What does a local estate agent make of this period Peckham property?
I think the kerb appeal of the property, when you drive up
you've got off-street parking at the front
but the actual property, where it's situated,
it takes you back in time as you come up to look at it, it's fantastic.
As you walk in here, you can see a lot of the original features.
You've got really high ceilings, really expansive rooms and a lot of space.
I always believe that real luxury is having space around you, not being cramped up.
It might come with a lot of space but it's also a lot of work
and it does have a Grade 2 listing.
Could that be a potential problem?
To do this property up, it's going to be a little bit of a love affair
because there will be a lot of red tape to deal with
to get it to the point of being able to live in it.
Whoever buys it, good luck.
OK, so it might not be easy, but would it be worth doing,
say, as a rental proposition?
Once renovated to a good standard, I think this property here would get
between 1,000 per calendar month and 1,100 per calendar month.
You'd be looking at resale around the £250,000 mark.
So not only could this be turned into a great London pad,
it could also be a very decent investment.
One thing you can't take for granted with flats in London is that
you're going to get any kind of outside space,
but here, another way that this flat scores.
You've got this lovely garden area.
It does need sorting out but not going to take long.
All in all, what a fantastic opportunity.
Let's see who agreed when it went under the hammer.
I move on now to lot 87.
It's a large three room garden flat, apparently it's massive.
My colleague tells me he's seen it. Big, big three room garden flat.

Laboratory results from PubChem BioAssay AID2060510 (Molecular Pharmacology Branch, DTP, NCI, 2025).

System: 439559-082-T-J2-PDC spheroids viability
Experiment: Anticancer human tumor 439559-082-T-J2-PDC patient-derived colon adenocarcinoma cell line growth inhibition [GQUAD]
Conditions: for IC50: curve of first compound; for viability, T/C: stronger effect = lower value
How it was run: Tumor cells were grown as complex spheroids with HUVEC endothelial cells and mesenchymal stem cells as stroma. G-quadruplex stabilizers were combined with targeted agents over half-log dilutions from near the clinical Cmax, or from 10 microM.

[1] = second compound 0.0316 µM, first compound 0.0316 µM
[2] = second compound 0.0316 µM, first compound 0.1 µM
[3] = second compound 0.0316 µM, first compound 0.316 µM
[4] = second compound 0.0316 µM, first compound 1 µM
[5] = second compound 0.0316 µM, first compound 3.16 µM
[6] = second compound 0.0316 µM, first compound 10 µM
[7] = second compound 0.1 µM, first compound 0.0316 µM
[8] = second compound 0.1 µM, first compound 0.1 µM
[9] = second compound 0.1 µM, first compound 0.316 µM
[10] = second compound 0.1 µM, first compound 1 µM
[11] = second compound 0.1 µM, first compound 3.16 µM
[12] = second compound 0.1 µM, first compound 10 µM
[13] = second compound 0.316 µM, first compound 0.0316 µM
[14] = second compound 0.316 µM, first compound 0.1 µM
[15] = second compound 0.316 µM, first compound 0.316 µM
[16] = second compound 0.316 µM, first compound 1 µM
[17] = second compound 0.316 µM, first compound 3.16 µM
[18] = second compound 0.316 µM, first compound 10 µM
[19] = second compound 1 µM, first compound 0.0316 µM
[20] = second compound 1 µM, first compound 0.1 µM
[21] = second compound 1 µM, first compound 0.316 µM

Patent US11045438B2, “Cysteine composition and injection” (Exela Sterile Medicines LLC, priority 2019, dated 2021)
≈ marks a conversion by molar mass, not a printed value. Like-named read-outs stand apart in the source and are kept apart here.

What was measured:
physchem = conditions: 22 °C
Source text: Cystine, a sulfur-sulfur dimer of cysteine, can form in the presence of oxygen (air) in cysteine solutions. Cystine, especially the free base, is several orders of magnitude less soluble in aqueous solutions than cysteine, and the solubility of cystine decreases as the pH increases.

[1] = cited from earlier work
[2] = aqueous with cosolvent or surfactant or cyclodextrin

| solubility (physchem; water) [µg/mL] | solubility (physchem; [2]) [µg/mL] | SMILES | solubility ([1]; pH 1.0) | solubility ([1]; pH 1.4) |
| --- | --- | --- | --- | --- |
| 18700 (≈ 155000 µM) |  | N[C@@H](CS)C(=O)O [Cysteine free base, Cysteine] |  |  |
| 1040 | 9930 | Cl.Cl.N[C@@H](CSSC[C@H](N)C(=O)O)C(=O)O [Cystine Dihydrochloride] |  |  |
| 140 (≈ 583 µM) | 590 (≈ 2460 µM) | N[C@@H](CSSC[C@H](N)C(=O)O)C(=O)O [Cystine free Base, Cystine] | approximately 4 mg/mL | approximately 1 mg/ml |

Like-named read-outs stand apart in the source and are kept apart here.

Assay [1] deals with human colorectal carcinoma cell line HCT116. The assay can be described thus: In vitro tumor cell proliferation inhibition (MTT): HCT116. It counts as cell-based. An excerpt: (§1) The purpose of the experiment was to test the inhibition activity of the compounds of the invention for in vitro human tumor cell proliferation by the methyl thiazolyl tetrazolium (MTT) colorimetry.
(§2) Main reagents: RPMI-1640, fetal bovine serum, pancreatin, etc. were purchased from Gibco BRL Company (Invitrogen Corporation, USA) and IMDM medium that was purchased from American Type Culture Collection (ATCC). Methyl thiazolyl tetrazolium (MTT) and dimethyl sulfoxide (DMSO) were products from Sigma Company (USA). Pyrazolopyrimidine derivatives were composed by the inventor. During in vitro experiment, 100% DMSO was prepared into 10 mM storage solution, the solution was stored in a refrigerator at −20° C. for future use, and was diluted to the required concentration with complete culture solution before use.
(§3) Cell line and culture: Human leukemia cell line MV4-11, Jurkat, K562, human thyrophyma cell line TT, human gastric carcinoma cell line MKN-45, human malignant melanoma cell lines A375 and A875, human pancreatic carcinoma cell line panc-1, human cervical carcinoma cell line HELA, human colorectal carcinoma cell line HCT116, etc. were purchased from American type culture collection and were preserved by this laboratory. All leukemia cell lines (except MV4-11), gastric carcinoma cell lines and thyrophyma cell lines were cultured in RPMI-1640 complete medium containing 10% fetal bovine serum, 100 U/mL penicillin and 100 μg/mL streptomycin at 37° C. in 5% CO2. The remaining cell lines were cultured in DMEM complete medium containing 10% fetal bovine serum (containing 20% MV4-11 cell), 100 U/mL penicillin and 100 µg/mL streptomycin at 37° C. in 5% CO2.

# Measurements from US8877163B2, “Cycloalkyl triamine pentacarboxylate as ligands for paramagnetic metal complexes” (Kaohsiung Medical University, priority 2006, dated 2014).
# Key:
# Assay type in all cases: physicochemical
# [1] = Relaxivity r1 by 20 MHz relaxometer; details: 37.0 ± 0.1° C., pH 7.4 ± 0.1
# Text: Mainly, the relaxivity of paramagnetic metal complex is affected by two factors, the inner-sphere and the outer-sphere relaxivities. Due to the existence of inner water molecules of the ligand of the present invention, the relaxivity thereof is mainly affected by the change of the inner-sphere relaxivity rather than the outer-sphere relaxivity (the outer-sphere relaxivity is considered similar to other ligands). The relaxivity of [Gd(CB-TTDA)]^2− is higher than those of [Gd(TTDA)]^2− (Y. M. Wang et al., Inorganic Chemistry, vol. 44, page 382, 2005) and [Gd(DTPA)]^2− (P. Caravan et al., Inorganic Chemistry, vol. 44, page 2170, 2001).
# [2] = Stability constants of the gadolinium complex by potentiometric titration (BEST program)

What about 150 then, help it on its way?
150 I've got, thank you.
155. 160. 165.
165. 170. 175.
175. 180. 185.
185. New place, more competition.
186, 187, 188, 189,
190, 191, 192,
193, 194, 195, 196, 197.
Big flat, 197. Yes? 197, 198, 199. 199.
If not, it's with you, Sir. Bid's at £200,000 against the lady down here.
If not, 200 for the first, 200 for the second, 200 for the third
and final time.
All done? Sold, 200,000.
For £20,000 over the guide price at £200,000,
the new owner of the south London flat is James, an artist.
I was intrigued to know why he was buying a renovation project of a property.
James, good to meet you. Congratulations. I love this flat.
-Obviously you do because you bought it.
Tell me, why you wanted to buy it.
This much space in London has just got to be good.
I'm an artist so again space is something that I'm interested in.
You know, I was just pretty sure it's got to be a good investment
one way or another. I might well want to live in it.
-So you bought it potentially to live in?
-Yes. I'm considering it, definitely.
I live in a one-bedroom flat in central London
and I'm very short of space.
As London flats go, he's now got an abundance of space.
With those big windows allowing lots of light to flood in,
even though James is undecided whether to move in, sell or let it out,
I can see potential for a fabulous studio here.
Tell me more about you. You say you're an artist?
I am a commercial artist. I work as a scenic artist for films.
I paint big back cloths but work's drying up
so I'm kind of trying to venture out into different things.
Maybe finally paint a few pictures.
What kind of movies have you worked on?
Tim Burton films, Eyes Wide Shut, a Kubrick film.
-All the big Hollywood films that are made in Pinewood and Shepperton.
There might be - last film I worked on which was Captain America had 139 sets.
-Wow. So you've worked on some massive films, then?
James has now got his own pretty big set to work on here
but I don't know about Eyes Wide Shut,
I think he'll need them fully open to envisage what can be done here.
So in terms of interior design, clearly,
you are a man who has an eye, what are you going to do?
Basically, keep the two main rooms which are beautiful, keep them original.
The hallway, keep it as original as possible.
The bathroom, a standard bathroom, nothing special.
And then in the kitchen, the end wall in the kitchen, it is not period
so there may be no problems with ripping it down
and putting up double doors and maybe even a glass wall onto the garden.
I've just noticed the sash window has holes up
so they will open ride up high so...
There are exquisite features in this flat which should really be saved.